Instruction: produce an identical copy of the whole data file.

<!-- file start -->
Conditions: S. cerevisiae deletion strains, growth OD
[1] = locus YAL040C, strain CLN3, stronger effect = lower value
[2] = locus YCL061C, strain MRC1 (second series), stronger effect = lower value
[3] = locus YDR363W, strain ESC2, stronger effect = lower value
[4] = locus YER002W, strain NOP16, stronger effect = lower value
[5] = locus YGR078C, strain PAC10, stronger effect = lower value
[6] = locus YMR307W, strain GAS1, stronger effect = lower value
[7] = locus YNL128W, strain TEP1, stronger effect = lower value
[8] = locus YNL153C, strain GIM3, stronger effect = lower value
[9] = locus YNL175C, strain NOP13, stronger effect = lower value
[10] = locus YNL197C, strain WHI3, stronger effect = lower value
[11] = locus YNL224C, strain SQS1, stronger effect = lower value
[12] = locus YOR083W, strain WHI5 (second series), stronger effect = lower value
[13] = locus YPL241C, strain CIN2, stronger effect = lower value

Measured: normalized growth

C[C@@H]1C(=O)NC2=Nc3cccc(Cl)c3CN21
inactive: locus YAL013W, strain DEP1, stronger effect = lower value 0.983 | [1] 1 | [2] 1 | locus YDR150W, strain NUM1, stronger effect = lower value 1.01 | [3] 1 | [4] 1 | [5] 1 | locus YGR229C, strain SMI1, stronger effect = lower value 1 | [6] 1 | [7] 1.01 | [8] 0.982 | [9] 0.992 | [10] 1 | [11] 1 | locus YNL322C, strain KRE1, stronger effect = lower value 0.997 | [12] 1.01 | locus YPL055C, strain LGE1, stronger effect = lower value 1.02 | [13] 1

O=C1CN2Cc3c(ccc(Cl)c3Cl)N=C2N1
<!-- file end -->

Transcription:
Conditions: S. cerevisiae deletion strains, growth OD
[1] = locus YAL040C, strain CLN3, stronger effect = lower value
[2] = locus YCL061C, strain MRC1 (second series), stronger effect = lower value
[3] = locus YDR363W, strain ESC2, stronger effect = lower value
[4] = locus YER002W, strain NOP16, stronger effect = lower value
[5] = locus YGR078C, strain PAC10, stronger effect = lower value
[6] = locus YMR307W, strain GAS1, stronger effect = lower value
[7] = locus YNL128W, strain TEP1, stronger effect = lower value
[8] = locus YNL153C, strain GIM3, stronger effect = lower value
[9] = locus YNL175C, strain NOP13, stronger effect = lower value
[10] = locus YNL197C, strain WHI3, stronger effect = lower value
[11] = locus YNL224C, strain SQS1, stronger effect = lower value
[12] = locus YOR083W, strain WHI5 (second series), stronger effect = lower value
[13] = locus YPL241C, strain CIN2, stronger effect = lower value

Measured: normalized growth

C[C@@H]1C(=O)NC2=Nc3cccc(Cl)c3CN21
inactive: locus YAL013W, strain DEP1, stronger effect = lower value 0.983 | [1] 1 | [2] 1 | locus YDR150W, strain NUM1, stronger effect = lower value 1.01 | [3] 1 | [4] 1 | [5] 1 | locus YGR229C, strain SMI1, stronger effect = lower value 1 | [6] 1 | [7] 1.01 | [8] 0.982 | [9] 0.992 | [10] 1 | [11] 1 | locus YNL322C, strain KRE1, stronger effect = lower value 0.997 | [12] 1.01 | locus YPL055C, strain LGE1, stronger effect = lower value 1.02 | [13] 1

O=C1CN2Cc3c(ccc(Cl)c3Cl)N=C2N1